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Case Study: Rockwool Insulation and the Library of Birmingham


Although it has now been removed, one of the early features of the new Library of Birmingham that drew a lot of attention a couple of years ago was the "Living Wall" used as a part of the hoardings during its construction, which featured an ingenious use of Rockwool Insulation in its fabrication.

Green walls are a growing trend in many places around the world. They create a fresh, healthy look that also communicates an awareness of environmental concerns. But turning a garden vertical isn't that easy to do.


Who says greenery has to be horizontal?

Most public buildings have plants outside, either in pots or as part of the landscaped grounds. But what if plants could comprise the very walls of a building? That's just what the architects behind the new Library of Birmingham have done with the building's "green wall" facade. Their chosen solution was based on ROCKWOOL stone wool insulation.

How do you plant a vertical garden?

A growing trend in many places around the world, green walls create a fresh, healthy look that also communicates an awareness of environmental concerns. But turning a garden vertical isn't that easy to do, and the library's architects had to overcome several design challenges along the way.

First, a green wall's planting substrate has to remain stable even though it is vertical. Then, it has to provide moisture and nutrients for the plants to grow - but without allowing that moisture to seep further into the wall structure. Finally, the solution must be able to protect the plant roots from the elements.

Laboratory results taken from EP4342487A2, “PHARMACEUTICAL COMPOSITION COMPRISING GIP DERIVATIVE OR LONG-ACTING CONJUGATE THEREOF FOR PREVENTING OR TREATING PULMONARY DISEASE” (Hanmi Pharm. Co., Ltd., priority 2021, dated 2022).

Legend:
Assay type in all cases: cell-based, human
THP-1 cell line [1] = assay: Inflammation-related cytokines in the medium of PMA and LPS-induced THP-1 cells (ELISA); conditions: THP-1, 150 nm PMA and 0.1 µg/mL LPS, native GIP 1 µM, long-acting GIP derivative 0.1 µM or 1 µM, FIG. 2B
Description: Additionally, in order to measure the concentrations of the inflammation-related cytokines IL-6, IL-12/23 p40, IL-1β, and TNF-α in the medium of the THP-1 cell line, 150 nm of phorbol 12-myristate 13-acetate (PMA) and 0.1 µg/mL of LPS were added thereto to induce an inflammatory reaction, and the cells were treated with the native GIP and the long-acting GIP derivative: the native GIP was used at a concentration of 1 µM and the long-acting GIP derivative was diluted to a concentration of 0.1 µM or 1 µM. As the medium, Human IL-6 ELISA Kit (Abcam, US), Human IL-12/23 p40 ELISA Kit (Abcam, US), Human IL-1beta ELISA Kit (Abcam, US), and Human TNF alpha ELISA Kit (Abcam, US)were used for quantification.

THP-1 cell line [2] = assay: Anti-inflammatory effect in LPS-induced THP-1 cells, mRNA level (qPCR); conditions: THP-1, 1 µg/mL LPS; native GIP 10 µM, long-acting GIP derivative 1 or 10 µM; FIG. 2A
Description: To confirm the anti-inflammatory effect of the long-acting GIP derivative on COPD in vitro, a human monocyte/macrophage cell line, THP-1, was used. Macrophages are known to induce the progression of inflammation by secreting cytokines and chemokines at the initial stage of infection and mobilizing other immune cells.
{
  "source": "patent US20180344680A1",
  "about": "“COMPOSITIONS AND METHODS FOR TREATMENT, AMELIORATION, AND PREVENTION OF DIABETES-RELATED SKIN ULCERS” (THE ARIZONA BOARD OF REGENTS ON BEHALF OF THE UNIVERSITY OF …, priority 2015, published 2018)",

Green walls done right

ROCKWOOL batts protect both the plants and the building. To accomplish all this, the architects who designed the library turned to Mobilane, a European leader in green wall solutions. Mobilane's main product, the LivePanel system, was developed in partnership with the ROCKWOOL Group and depends on stone wool insulation to deliver a host of benefits.

"A LivePanel facade is essentially a 3-layer solution with the planting substrate 'sandwiched' between hydrophobic ROCKWOOL batts," explains Adam Wright of the ROCKWOOL Group. Mr Wright calls stone wool insulation is "the perfect material for green wall facades" and explains that ROCKWOOL stone wool batts help prevent moisture from leaking out of the substrate, protect the plant roots and watering system from freezing, and provide the stability needed to grow plants on a vertical plane.

Leafy facade helps win recognition

The new Library of Birmingham has won widespread recognition for its striking design, including the building's leafy facades. Sean Farrell of Mobilane, who supplied the library's ROCKWOOL stone wool-enabled green wall system could hardly be more pleased. "The LivePanel system is setting new standards for design and reliability on exterior walls," he says. "The system offers designers nearly infinite aesthetic possibilities both inside and outside buildings, and it can support everything from flowers to ferns," he concludes.

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